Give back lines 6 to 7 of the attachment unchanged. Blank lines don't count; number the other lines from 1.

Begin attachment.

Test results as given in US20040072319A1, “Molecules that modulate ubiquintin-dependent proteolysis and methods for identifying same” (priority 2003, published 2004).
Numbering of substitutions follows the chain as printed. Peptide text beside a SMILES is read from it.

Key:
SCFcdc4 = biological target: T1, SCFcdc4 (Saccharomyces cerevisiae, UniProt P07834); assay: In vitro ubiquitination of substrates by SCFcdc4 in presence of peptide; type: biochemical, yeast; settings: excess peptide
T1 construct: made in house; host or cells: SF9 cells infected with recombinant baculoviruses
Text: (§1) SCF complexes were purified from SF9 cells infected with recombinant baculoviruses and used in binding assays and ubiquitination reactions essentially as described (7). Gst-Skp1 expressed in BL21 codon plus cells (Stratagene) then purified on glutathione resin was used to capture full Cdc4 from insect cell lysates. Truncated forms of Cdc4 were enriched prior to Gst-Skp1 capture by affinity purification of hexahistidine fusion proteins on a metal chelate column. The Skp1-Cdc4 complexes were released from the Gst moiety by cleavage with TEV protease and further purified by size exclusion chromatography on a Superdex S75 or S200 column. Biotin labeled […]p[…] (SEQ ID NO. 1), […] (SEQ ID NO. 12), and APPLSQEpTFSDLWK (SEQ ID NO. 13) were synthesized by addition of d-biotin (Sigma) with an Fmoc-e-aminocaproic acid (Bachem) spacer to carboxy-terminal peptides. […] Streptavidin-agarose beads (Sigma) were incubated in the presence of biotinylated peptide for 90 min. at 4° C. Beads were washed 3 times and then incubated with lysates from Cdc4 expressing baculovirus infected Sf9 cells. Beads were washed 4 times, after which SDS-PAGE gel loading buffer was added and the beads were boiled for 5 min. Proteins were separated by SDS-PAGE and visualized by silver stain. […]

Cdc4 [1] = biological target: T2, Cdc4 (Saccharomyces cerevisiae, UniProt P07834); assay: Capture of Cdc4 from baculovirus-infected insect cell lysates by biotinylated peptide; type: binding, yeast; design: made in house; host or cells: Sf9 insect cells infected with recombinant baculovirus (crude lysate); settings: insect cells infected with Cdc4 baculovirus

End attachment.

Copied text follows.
Text: (§1) SCF complexes were purified from SF9 cells infected with recombinant baculoviruses and used in binding assays and ubiquitination reactions essentially as described (7). Gst-Skp1 expressed in BL21 codon plus cells (Stratagene) then purified on glutathione resin was used to capture full Cdc4 from insect cell lysates. Truncated forms of Cdc4 were enriched prior to Gst-Skp1 capture by affinity purification of hexahistidine fusion proteins on a metal chelate column. The Skp1-Cdc4 complexes were released from the Gst moiety by cleavage with TEV protease and further purified by size exclusion chromatography on a Superdex S75 or S200 column. Biotin labeled […]p[…] (SEQ ID NO. 1), […] (SEQ ID NO. 12), and APPLSQEpTFSDLWK (SEQ ID NO. 13) were synthesized by addition of d-biotin (Sigma) with an Fmoc-e-aminocaproic acid (Bachem) spacer to carboxy-terminal peptides. […] Streptavidin-agarose beads (Sigma) were incubated in the presence of biotinylated peptide for 90 min. at 4° C. Beads were washed 3 times and then incubated with lysates from Cdc4 expressing baculovirus infected Sf9 cells. Beads were washed 4 times, after which SDS-PAGE gel loading buffer was added and the beads were boiled for 5 min. Proteins were separated by SDS-PAGE and visualized by silver stain. […]

Cdc4 [1] = biological target: T2, Cdc4 (Saccharomyces cerevisiae, UniProt P07834); assay: Capture of Cdc4 from baculovirus-infected insect cell lysates by biotinylated peptide; type: binding, yeast; design: made in house; host or cells: Sf9 insect cells infected with recombinant baculovirus (crude lysate); settings: insect cells infected with Cdc4 baculovirus